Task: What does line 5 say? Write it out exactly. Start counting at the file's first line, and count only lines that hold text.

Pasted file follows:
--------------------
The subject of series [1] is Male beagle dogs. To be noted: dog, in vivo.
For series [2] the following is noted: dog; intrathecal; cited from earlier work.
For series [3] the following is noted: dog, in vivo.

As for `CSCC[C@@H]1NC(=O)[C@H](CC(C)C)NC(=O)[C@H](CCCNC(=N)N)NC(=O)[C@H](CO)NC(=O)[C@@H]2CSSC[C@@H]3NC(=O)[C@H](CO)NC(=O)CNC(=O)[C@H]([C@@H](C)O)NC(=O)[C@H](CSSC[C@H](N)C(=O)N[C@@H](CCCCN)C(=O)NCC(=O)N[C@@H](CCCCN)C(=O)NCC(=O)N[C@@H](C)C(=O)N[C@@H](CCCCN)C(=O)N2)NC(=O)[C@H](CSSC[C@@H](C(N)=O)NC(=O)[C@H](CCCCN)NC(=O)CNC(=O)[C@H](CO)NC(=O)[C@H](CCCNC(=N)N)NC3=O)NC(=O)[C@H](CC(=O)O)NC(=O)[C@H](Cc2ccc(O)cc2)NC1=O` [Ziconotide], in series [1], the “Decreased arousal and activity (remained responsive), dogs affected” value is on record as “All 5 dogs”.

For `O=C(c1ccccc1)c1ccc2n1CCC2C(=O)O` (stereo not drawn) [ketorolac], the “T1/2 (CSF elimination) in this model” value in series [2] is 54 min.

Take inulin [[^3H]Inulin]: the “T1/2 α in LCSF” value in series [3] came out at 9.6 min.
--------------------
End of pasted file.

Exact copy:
For `O=C(c1ccccc1)c1ccc2n1CCC2C(=O)O` (stereo not drawn) [ketorolac], the “T1/2 (CSF elimination) in this model” value in series [2] is 54 min.